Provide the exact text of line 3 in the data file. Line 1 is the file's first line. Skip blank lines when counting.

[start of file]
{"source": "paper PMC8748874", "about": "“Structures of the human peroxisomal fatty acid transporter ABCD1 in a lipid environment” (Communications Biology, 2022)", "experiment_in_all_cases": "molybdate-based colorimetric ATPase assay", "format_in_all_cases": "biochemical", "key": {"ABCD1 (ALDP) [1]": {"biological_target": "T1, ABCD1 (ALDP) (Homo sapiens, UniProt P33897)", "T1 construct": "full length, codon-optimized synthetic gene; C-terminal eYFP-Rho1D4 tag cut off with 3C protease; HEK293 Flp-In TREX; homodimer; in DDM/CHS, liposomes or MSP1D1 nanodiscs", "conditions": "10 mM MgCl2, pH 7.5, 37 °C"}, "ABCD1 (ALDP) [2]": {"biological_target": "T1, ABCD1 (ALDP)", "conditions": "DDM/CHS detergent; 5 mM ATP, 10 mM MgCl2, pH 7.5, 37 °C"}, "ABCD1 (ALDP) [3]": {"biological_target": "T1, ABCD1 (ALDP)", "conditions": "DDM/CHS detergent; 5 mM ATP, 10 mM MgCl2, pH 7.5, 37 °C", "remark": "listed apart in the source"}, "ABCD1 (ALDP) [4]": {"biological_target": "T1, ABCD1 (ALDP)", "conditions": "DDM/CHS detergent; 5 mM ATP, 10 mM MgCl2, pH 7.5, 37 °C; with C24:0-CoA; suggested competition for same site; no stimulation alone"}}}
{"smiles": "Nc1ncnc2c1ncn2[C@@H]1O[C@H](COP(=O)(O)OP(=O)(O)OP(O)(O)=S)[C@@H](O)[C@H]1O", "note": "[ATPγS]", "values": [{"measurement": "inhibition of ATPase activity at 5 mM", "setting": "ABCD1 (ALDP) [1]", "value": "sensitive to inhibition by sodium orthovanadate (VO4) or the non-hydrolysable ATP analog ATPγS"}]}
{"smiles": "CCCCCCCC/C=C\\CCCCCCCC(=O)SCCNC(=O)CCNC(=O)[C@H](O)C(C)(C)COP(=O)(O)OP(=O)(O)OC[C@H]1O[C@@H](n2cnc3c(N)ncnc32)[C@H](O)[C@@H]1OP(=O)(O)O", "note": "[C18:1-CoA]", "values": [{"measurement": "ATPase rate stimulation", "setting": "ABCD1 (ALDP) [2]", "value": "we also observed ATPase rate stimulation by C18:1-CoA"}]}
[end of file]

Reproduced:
{"smiles": "CCCCCCCC/C=C\\CCCCCCCC(=O)SCCNC(=O)CCNC(=O)[C@H](O)C(C)(C)COP(=O)(O)OP(=O)(O)OC[C@H]1O[C@@H](n2cnc3c(N)ncnc32)[C@H](O)[C@@H]1OP(=O)(O)O", "note": "[C18:1-CoA]", "values": [{"measurement": "ATPase rate stimulation", "setting": "ABCD1 (ALDP) [2]", "value": "we also observed ATPase rate stimulation by C18:1-CoA"}]}